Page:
San Diego is a foodie mecca, particularly for lovers of Mexican, seafood, and healthy food.
California is known for its health culture, and San Diego follows suit perfectly. Its restaurants range from luxury to chic cafes to street food.
San Diego is a modern city, so nearly all buildings are up to ADA standards.
With so many cafes, restaurants, and taco stands to choose from, incorporating food adventures into your San Diego itinerary is a must!
15. Harbor Cruise
By now you will have gotten to know San Diego well by land, but what about by water?
That’s where a harbor cruise comes into play. There are a number of different wheelchair accessible harbor cruise options in San Diego.
- Lord Hornblower and Adventure Hornblower. These ships have a ramp. The main deck is accessible with large windows and an accessible restroom.
- Inspiration Hornblower. Board this ship by ramp and then enjoy exploring its main and lower decks via an elevator. It also has an accessible restroom.
There are a variety of harbor cruises you can choose from, ranging from 1 – 2-hour trips along the coast to dinner cruises to whale watching to Sunday brunch cruises.
16. Fletcher Park
Fletcher Park is located in Solana Beach, tucked between Del Mar and Encinitas.
This little gem offers accessible parking with a stunning accessible viewpoint on a cliff overlooking the ocean.
From the viewpoint, stroll down to a flat, grassy area. During the summer, a band plays here on Thursday evenings.
If you’re itching to get down by the water, a steep cement ramp leads down to it. Right before you hit the sand, there’s another accessible viewpoint where you can get a closer view of the surfers and beachgoers.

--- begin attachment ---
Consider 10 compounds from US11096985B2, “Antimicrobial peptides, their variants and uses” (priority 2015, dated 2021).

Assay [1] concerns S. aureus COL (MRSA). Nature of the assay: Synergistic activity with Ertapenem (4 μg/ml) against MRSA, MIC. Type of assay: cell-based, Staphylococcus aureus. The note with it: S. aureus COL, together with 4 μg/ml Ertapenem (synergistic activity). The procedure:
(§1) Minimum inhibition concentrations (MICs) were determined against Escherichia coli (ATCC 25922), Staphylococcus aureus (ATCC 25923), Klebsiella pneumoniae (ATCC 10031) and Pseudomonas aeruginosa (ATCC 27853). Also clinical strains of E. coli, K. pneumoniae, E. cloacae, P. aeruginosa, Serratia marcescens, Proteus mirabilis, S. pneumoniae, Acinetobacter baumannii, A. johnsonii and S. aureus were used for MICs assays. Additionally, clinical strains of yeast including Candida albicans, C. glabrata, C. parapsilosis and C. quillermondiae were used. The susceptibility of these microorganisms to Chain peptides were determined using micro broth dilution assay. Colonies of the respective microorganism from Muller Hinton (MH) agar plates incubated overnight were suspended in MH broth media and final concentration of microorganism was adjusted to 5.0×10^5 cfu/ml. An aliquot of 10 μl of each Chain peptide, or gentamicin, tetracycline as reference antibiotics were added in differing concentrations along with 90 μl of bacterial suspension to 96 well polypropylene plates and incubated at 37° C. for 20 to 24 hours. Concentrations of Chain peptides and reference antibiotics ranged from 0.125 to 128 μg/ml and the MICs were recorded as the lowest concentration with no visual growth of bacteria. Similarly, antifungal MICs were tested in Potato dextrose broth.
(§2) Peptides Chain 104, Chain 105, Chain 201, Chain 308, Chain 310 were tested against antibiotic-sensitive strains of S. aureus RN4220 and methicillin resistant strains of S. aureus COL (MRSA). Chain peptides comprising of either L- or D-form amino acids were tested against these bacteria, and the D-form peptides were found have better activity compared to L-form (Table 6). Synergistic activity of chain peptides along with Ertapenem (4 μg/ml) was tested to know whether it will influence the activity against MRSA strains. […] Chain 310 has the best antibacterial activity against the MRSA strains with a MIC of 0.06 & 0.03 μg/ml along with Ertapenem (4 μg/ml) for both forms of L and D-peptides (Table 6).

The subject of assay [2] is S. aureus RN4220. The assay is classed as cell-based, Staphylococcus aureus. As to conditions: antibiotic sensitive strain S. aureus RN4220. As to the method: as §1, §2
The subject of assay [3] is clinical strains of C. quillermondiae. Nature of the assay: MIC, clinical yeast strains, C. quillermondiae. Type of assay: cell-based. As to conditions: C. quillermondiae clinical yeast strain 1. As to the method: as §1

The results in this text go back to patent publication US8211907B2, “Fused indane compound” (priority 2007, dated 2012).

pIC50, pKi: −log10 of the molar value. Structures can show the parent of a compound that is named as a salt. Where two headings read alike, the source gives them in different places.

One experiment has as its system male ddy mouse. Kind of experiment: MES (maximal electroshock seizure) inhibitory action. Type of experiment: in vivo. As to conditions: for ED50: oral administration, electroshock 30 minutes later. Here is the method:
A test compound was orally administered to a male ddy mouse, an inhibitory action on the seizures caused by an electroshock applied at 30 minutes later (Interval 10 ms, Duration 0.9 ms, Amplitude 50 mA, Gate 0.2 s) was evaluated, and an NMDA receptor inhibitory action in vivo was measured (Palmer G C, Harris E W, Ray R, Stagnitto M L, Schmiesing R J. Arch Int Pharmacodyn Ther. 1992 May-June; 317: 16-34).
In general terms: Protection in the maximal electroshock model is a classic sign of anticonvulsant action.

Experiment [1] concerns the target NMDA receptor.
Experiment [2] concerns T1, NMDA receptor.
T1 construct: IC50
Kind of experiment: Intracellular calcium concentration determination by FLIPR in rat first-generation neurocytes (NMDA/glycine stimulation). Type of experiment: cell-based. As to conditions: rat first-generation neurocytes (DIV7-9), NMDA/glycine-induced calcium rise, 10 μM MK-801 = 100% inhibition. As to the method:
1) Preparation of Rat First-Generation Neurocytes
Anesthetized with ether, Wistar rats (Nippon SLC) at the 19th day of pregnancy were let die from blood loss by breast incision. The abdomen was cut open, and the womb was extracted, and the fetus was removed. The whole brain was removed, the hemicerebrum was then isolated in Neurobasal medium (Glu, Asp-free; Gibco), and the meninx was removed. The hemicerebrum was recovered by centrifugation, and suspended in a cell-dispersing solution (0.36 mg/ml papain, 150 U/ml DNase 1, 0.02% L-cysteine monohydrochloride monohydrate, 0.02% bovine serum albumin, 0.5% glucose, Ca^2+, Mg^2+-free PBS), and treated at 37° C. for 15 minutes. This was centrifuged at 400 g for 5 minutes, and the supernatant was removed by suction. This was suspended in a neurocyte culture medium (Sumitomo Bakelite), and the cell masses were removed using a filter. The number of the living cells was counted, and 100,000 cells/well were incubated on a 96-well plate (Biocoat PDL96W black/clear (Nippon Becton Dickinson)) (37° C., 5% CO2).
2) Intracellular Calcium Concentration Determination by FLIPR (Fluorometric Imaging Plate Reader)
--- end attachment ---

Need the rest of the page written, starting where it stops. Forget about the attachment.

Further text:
Feel free to continue all the way down to the sand, although unfortunately, Solana Beach doesn’t have a beach mat. Nonetheless, it’s well worth the visit to get off the regular tourist path and enjoy breathtaking sunsets.
Get Out and Explore San Diego!
With its stunning coastlines, modern downtown, beautiful parks, and delicious food, San Diego offers countless wheelchair accessible things to do.
If you’re a wheelchair user who has been to San Diego, I’d love to hear about your own experience and favorite spots, along with any places I missed here. Alternatively, if you have questions about wheelchair accessibility in San Diego, leave a comment and I’ll be happy to help.
P.S.- Don’t forget to head over to our guide on Wheelchair Accessible Beaches in San Diego.
Laura’s love for traveling started with a trip to Jamaica. Since then, she’s spent over five years living in Latin America and four years wandering the globe. She’s an early bird and backpacker at heart and can often be spotted with a dog or ten that she’s befriended along the way. Much of the content Laura writes on A Piece of Travel includes details on wheelchair accessibility, with the support of her brother-in-law and sister. You can learn about their accessibility endeavors here.